- Plan ahead. This is one of the most important aspects of real-foods cooking. It takes a little longer to make bread by hand or cook your own beans, but not actually as much as you might think. The biggest part of it is planning ahead. You can’t make last minute homemade refried beans, for instance, but if you soak them the night before and then simmer them on the stove while you’re doing other things in the afternoon (set the timer as a reminder so they don’t burn!), it does only take a couple of minutes of actual work to make delicious refried beans for dinner (add cumin, salt, pepper, sauteed onions and some chipotle peppers in adobe sauce at the end and mash or blend well and you may never be able to tolerate canned beans again!). Plan your meals ahead of time so you have the ingredients you need and can do the prep needed beforehand.
- Cook and prep more than you need. If you have to chop an onion for supper and you used chopped onion a lot, then chop two and put one in a jar in the fridge for next time. If you use cooked rice several times a week, then make a double or triple batch and put aside the rest for later in the week. Things like cooked beans can be frozen for a later meal, while extra baked potatoes can go into the refrigerator for soup or stew. You can often make a from-scratch meal in minutes if you have some ingredients made ahead like this. You can also use this with entire meals, once-a-month-cooking style. Simply make two of the dish and freeze one (or more) for later.
- Avoid cheap products unless you’ve researched them and know they’re safe. Despite temptations, don’t buy cheap cookware and kitchen utensils at discount stores or thrift stores if you don’t know the brand and haven’t researched its safety. A lot of imported cookware looks fine but contains unsafe levels of lead and other contaminants. Old pots and pans may be made of unsafe metals or contain hazardous substances. Plastic storage containers can contain phthalates, BPA and other toxins. It’s better to have a few safe items and slowly build your inventory.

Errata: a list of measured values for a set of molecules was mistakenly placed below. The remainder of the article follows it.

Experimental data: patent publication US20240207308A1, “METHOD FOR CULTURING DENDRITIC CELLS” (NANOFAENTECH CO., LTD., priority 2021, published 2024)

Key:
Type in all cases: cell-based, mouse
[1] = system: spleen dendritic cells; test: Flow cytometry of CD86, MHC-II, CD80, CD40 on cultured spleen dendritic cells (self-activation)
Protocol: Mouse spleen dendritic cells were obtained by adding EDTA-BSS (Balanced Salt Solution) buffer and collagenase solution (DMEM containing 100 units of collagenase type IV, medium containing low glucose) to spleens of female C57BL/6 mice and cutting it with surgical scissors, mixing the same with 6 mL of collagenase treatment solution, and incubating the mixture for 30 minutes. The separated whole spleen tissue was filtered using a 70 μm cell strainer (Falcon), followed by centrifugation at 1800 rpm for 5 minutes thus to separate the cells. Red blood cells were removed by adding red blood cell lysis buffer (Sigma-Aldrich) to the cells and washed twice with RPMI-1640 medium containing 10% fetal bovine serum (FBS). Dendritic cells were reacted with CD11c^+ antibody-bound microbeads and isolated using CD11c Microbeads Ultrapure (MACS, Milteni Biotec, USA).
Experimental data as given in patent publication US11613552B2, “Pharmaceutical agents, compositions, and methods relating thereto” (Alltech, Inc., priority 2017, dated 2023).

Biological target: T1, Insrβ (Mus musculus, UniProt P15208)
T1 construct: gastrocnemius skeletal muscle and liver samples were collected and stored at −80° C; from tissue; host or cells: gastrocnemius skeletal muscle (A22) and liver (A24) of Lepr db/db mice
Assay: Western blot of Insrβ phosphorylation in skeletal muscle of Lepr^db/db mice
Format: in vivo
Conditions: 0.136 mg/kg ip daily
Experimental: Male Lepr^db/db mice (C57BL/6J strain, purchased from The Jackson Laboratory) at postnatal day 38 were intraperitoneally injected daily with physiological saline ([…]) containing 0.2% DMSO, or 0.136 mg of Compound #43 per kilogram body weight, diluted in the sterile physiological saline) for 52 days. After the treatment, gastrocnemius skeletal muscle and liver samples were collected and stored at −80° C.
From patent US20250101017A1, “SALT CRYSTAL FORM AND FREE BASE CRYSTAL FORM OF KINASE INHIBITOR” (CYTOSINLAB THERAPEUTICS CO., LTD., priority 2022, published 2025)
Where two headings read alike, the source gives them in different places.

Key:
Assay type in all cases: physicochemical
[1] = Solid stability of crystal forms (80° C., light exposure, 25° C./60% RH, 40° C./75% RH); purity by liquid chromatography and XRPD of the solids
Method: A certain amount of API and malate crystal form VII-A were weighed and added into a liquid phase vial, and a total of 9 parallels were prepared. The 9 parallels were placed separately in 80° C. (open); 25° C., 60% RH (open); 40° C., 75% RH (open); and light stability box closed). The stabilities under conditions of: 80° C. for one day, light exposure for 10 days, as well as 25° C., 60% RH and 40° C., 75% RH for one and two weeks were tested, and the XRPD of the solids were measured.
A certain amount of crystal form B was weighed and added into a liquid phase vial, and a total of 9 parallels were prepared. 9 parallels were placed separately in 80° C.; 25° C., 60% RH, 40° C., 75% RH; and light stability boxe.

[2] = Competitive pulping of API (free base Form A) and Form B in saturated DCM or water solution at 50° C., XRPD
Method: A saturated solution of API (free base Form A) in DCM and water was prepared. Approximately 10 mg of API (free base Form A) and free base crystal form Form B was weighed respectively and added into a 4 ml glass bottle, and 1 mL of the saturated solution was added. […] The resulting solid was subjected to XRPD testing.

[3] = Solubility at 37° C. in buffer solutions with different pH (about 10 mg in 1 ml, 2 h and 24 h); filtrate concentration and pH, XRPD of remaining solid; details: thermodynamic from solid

- Get project plans and ideas from books, magazines and web sites. Magazines like Mother Earth News are filled with affordable, easy plans for natural living, from how to build your own solar cooker to how to make your own beer. Order a subscription, check old issues out at the library or read it online. Also follow green cooking blogs and Facebook pages, check out natural cookbooks and so on.
- Ask for green kitchen investments as gifts. Some kitchen supplies are worth the investment but can be pricey. If there are items you think will really help make healthy cooking easier for you, such as a bread maker or great pan, ask for them for holiday and birthday presents.
- Learn from your elders. Many of our parents, grandparents and neighbors are masters at the skills needed for a healthy kitchen. Most of our grandmothers didn’t buy jarred baby food or order pizzas for dinner when they were raising their children. You can learn how to cook, preserve foods, garden and more from loved ones who are often happy to pass on the knowledge.
Converting to a real food lifestyle should not be a commitment that requires a huge investment. Instead, it’s a lifestyle that is about simplicity and health. Invest your time and energy in learning new ways of cooking, eating and living, and you’ll need to invest a lot less of your money than you think.
This post originally appeared on examiner.com.